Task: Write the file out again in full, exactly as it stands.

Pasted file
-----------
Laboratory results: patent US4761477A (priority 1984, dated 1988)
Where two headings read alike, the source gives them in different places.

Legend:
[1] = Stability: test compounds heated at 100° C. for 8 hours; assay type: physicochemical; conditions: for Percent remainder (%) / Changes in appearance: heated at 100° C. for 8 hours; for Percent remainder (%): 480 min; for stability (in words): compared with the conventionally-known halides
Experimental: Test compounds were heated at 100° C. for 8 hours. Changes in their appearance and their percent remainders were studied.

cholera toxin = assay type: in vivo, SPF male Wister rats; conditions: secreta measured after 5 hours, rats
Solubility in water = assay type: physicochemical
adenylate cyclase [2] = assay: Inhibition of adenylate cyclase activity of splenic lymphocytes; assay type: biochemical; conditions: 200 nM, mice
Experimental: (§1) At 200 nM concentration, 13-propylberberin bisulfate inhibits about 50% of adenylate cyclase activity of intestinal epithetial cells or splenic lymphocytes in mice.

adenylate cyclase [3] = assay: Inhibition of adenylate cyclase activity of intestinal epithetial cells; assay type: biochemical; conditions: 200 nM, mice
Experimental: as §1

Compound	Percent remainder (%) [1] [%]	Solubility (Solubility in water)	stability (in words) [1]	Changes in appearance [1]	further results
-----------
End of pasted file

Laboratory results: patent US4761477A (priority 1984, dated 1988)
Where two headings read alike, the source gives them in different places.

Legend:
[1] = Stability: test compounds heated at 100° C. for 8 hours; assay type: physicochemical; conditions: for Percent remainder (%) / Changes in appearance: heated at 100° C. for 8 hours; for Percent remainder (%): 480 min; for stability (in words): compared with the conventionally-known halides
Experimental: Test compounds were heated at 100° C. for 8 hours. Changes in their appearance and their percent remainders were studied.

cholera toxin = assay type: in vivo, SPF male Wister rats; conditions: secreta measured after 5 hours, rats
Solubility in water = assay type: physicochemical
adenylate cyclase [2] = assay: Inhibition of adenylate cyclase activity of splenic lymphocytes; assay type: biochemical; conditions: 200 nM, mice
Experimental: (§1) At 200 nM concentration, 13-propylberberin bisulfate inhibits about 50% of adenylate cyclase activity of intestinal epithetial cells or splenic lymphocytes in mice.

adenylate cyclase [3] = assay: Inhibition of adenylate cyclase activity of intestinal epithetial cells; assay type: biochemical; conditions: 200 nM, mice
Experimental: as §1

Compound	Percent remainder (%) [1] [%]	Solubility (Solubility in water)	stability (in words) [1]	Changes in appearance [1]	further results